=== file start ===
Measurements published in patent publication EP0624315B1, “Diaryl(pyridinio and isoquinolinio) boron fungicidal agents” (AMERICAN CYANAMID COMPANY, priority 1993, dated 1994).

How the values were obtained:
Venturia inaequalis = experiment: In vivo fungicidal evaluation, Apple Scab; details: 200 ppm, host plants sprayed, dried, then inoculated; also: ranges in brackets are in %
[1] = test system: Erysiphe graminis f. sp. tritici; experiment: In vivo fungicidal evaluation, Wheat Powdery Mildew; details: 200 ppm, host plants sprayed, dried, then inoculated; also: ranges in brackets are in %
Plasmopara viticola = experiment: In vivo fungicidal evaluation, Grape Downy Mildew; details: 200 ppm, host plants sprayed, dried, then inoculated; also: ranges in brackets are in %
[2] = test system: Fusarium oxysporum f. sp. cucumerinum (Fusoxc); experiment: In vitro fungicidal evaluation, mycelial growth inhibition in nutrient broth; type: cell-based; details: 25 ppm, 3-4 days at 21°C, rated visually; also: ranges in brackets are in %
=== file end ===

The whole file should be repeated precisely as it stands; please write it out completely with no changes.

Measurements published in patent publication EP0624315B1, “Diaryl(pyridinio and isoquinolinio) boron fungicidal agents” (AMERICAN CYANAMID COMPANY, priority 1993, dated 1994).

How the values were obtained:
Venturia inaequalis = experiment: In vivo fungicidal evaluation, Apple Scab; details: 200 ppm, host plants sprayed, dried, then inoculated; also: ranges in brackets are in %
[1] = test system: Erysiphe graminis f. sp. tritici; experiment: In vivo fungicidal evaluation, Wheat Powdery Mildew; details: 200 ppm, host plants sprayed, dried, then inoculated; also: ranges in brackets are in %
Plasmopara viticola = experiment: In vivo fungicidal evaluation, Grape Downy Mildew; details: 200 ppm, host plants sprayed, dried, then inoculated; also: ranges in brackets are in %
[2] = test system: Fusarium oxysporum f. sp. cucumerinum (Fusoxc); experiment: In vitro fungicidal evaluation, mycelial growth inhibition in nutrient broth; type: cell-based; details: 25 ppm, 3-4 days at 21°C, rated visually; also: ranges in brackets are in %